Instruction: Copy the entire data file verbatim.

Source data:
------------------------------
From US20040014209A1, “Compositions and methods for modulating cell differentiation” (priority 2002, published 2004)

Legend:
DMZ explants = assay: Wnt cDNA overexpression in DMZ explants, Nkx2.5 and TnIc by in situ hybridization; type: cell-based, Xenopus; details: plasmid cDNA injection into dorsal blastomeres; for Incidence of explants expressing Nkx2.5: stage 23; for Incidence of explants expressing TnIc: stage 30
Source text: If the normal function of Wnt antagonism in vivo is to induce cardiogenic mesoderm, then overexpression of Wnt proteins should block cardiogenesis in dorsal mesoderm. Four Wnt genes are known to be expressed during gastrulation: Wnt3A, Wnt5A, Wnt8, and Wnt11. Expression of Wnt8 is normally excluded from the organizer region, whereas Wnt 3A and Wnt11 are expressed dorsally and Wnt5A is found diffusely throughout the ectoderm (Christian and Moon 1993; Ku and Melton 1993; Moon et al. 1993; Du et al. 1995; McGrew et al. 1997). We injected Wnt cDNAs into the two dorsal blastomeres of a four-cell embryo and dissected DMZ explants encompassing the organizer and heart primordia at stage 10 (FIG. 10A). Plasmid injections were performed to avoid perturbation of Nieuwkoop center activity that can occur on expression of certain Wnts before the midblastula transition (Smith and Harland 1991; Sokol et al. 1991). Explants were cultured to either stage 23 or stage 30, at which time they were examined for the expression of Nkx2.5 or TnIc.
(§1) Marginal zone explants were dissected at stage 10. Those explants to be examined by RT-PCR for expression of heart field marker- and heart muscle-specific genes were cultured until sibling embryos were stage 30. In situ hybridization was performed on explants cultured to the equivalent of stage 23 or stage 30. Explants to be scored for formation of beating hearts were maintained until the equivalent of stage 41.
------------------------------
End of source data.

From US20040014209A1, “Compositions and methods for modulating cell differentiation” (priority 2002, published 2004)

Legend:
DMZ explants = assay: Wnt cDNA overexpression in DMZ explants, Nkx2.5 and TnIc by in situ hybridization; type: cell-based, Xenopus; details: plasmid cDNA injection into dorsal blastomeres; for Incidence of explants expressing Nkx2.5: stage 23; for Incidence of explants expressing TnIc: stage 30
Source text: If the normal function of Wnt antagonism in vivo is to induce cardiogenic mesoderm, then overexpression of Wnt proteins should block cardiogenesis in dorsal mesoderm. Four Wnt genes are known to be expressed during gastrulation: Wnt3A, Wnt5A, Wnt8, and Wnt11. Expression of Wnt8 is normally excluded from the organizer region, whereas Wnt 3A and Wnt11 are expressed dorsally and Wnt5A is found diffusely throughout the ectoderm (Christian and Moon 1993; Ku and Melton 1993; Moon et al. 1993; Du et al. 1995; McGrew et al. 1997). We injected Wnt cDNAs into the two dorsal blastomeres of a four-cell embryo and dissected DMZ explants encompassing the organizer and heart primordia at stage 10 (FIG. 10A). Plasmid injections were performed to avoid perturbation of Nieuwkoop center activity that can occur on expression of certain Wnts before the midblastula transition (Smith and Harland 1991; Sokol et al. 1991). Explants were cultured to either stage 23 or stage 30, at which time they were examined for the expression of Nkx2.5 or TnIc.
(§1) Marginal zone explants were dissected at stage 10. Those explants to be examined by RT-PCR for expression of heart field marker- and heart muscle-specific genes were cultured until sibling embryos were stage 30. In situ hybridization was performed on explants cultured to the equivalent of stage 23 or stage 30. Explants to be scored for formation of beating hearts were maintained until the equivalent of stage 41.